Science & Environment

Night-time creatures 'in crisis'

Big brown bat hunting a moth (SPL)
Image caption Moths are an important food source for the UK's bats

Two of the UK's nocturnal creatures are "in crisis", say conservation groups, who are asking the public to take part in a national survey.

Butterfly Conservation and the Bat Conservation Trust are asking people to take part in a "National Moth Night" on 15 May to find out more about the creatures and their habitats.

They say UK moth numbers have fallen by a third in the past 40 years.

This poses a threat to the bats that feed on them.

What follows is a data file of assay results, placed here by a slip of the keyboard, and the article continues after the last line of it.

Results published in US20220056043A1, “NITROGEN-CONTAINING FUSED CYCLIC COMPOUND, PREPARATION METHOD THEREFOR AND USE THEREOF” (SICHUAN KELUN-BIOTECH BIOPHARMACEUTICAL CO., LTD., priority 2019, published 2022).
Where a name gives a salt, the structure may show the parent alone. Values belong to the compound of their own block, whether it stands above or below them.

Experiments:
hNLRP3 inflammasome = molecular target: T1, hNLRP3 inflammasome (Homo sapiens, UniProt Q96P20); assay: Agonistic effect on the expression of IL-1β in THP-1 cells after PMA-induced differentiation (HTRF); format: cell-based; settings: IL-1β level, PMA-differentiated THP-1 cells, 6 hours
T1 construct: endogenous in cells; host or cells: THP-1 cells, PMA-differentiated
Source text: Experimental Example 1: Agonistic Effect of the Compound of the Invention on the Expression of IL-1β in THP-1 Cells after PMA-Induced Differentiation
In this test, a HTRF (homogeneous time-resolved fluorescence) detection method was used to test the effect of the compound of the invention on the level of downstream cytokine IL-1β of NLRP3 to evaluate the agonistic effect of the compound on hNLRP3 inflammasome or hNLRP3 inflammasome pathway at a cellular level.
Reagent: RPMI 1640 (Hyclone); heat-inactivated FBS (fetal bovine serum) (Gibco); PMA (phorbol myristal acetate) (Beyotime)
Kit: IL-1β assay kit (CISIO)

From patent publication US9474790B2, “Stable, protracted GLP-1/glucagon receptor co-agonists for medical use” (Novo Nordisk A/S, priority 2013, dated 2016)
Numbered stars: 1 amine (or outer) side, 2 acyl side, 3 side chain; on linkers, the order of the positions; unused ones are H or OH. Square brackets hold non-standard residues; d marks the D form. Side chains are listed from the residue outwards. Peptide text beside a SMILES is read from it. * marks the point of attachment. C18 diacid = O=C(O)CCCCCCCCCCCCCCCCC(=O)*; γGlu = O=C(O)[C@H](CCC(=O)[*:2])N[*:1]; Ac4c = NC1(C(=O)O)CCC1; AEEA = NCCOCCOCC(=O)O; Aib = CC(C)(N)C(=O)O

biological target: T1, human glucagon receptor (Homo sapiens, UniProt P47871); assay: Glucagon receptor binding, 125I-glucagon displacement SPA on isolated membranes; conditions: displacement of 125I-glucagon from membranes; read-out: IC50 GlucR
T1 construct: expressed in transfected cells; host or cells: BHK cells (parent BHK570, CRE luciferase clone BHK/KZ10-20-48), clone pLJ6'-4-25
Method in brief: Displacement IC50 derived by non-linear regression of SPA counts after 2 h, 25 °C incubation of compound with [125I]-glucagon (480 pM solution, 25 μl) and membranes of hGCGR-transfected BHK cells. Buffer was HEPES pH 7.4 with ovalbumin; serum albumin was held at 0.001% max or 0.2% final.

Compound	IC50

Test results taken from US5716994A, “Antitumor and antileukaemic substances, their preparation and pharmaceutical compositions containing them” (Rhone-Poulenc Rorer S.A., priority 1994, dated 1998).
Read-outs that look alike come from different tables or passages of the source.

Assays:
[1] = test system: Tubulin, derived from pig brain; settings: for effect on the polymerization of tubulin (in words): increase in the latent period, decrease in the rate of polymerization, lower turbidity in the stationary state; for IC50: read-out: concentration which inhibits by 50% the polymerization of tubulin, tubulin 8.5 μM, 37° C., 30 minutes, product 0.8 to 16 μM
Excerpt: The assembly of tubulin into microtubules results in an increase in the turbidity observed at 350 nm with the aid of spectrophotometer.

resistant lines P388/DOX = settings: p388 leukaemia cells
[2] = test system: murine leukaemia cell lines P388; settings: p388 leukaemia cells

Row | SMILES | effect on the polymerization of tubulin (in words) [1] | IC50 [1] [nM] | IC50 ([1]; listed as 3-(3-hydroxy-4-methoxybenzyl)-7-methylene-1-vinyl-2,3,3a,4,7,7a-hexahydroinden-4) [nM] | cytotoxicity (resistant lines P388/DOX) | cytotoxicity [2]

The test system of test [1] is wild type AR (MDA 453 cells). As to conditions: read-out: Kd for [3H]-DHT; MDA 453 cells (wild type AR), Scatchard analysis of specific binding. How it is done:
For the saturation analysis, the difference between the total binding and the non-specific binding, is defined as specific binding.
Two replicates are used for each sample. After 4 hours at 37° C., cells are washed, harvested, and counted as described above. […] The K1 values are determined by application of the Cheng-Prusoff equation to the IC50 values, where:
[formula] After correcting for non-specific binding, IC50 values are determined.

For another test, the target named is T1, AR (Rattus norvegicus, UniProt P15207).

There are now 17 species of bat in the UK, all of which are protected by law because their numbers have decreased so dramatically.

The groups hope that the night-time event will draw attention to the creatures' plight and shed light on the threats they face.

Richard Fox, surveys manager at Butterfly Conservation, said: "We need to learn as much as we can about which moths are facing the biggest problems so we can direct our work into protecting them and their habitats.

"That's why we are appealing to the public to get involved and look for moths on their patch.

"Without moths, the whole of biodiversity starts to unravel," he added.

The group is asking people to try out bat detectors and moth traps at one of a series of National Moth Night events around the country.

Or, they suggested, "hold your own night-time safari in your garden and report back your discoveries".

More on this story

Related Internet links

The BBC is not responsible for the content of external Internet sites